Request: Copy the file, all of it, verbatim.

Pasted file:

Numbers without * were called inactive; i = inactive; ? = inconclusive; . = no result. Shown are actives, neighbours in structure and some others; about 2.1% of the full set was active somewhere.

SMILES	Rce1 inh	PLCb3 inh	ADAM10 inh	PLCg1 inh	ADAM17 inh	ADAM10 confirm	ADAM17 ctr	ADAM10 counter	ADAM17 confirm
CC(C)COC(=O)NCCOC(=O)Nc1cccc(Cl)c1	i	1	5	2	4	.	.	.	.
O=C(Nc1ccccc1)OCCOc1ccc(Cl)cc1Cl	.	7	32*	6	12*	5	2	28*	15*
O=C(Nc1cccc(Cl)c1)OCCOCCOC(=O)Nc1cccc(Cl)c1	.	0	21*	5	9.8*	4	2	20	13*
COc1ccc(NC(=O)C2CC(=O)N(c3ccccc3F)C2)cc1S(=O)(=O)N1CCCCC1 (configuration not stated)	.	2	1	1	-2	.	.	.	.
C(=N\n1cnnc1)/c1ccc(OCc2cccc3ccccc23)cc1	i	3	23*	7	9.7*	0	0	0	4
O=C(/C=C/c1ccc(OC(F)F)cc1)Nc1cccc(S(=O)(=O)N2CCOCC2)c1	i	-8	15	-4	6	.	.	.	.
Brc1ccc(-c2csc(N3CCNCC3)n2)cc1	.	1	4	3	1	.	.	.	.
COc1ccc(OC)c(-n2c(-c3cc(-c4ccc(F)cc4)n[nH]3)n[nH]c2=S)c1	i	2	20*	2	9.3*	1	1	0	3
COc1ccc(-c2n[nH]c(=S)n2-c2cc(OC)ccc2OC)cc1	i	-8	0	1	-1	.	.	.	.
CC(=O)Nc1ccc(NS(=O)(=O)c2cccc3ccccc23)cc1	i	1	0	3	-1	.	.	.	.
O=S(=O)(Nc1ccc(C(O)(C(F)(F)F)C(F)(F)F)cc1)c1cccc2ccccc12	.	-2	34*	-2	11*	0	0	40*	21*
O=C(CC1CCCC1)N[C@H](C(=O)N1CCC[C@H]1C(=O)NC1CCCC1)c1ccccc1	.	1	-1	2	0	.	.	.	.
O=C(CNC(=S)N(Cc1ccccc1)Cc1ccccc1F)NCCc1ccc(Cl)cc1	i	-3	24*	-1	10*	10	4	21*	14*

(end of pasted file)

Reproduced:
Numbers without * were called inactive; i = inactive; ? = inconclusive; . = no result. Shown are actives, neighbours in structure and some others; about 2.1% of the full set was active somewhere.

SMILES	Rce1 inh	PLCb3 inh	ADAM10 inh	PLCg1 inh	ADAM17 inh	ADAM10 confirm	ADAM17 ctr	ADAM10 counter	ADAM17 confirm
CC(C)COC(=O)NCCOC(=O)Nc1cccc(Cl)c1	i	1	5	2	4	.	.	.	.
O=C(Nc1ccccc1)OCCOc1ccc(Cl)cc1Cl	.	7	32*	6	12*	5	2	28*	15*
O=C(Nc1cccc(Cl)c1)OCCOCCOC(=O)Nc1cccc(Cl)c1	.	0	21*	5	9.8*	4	2	20	13*
COc1ccc(NC(=O)C2CC(=O)N(c3ccccc3F)C2)cc1S(=O)(=O)N1CCCCC1 (configuration not stated)	.	2	1	1	-2	.	.	.	.
C(=N\n1cnnc1)/c1ccc(OCc2cccc3ccccc23)cc1	i	3	23*	7	9.7*	0	0	0	4
O=C(/C=C/c1ccc(OC(F)F)cc1)Nc1cccc(S(=O)(=O)N2CCOCC2)c1	i	-8	15	-4	6	.	.	.	.
Brc1ccc(-c2csc(N3CCNCC3)n2)cc1	.	1	4	3	1	.	.	.	.
COc1ccc(OC)c(-n2c(-c3cc(-c4ccc(F)cc4)n[nH]3)n[nH]c2=S)c1	i	2	20*	2	9.3*	1	1	0	3
COc1ccc(-c2n[nH]c(=S)n2-c2cc(OC)ccc2OC)cc1	i	-8	0	1	-1	.	.	.	.
CC(=O)Nc1ccc(NS(=O)(=O)c2cccc3ccccc23)cc1	i	1	0	3	-1	.	.	.	.
O=S(=O)(Nc1ccc(C(O)(C(F)(F)F)C(F)(F)F)cc1)c1cccc2ccccc12	.	-2	34*	-2	11*	0	0	40*	21*
O=C(CC1CCCC1)N[C@H](C(=O)N1CCC[C@H]1C(=O)NC1CCCC1)c1ccccc1	.	1	-1	2	0	.	.	.	.
O=C(CNC(=S)N(Cc1ccccc1)Cc1ccccc1F)NCCc1ccc(Cl)cc1	i	-3	24*	-1	10*	10	4	21*	14*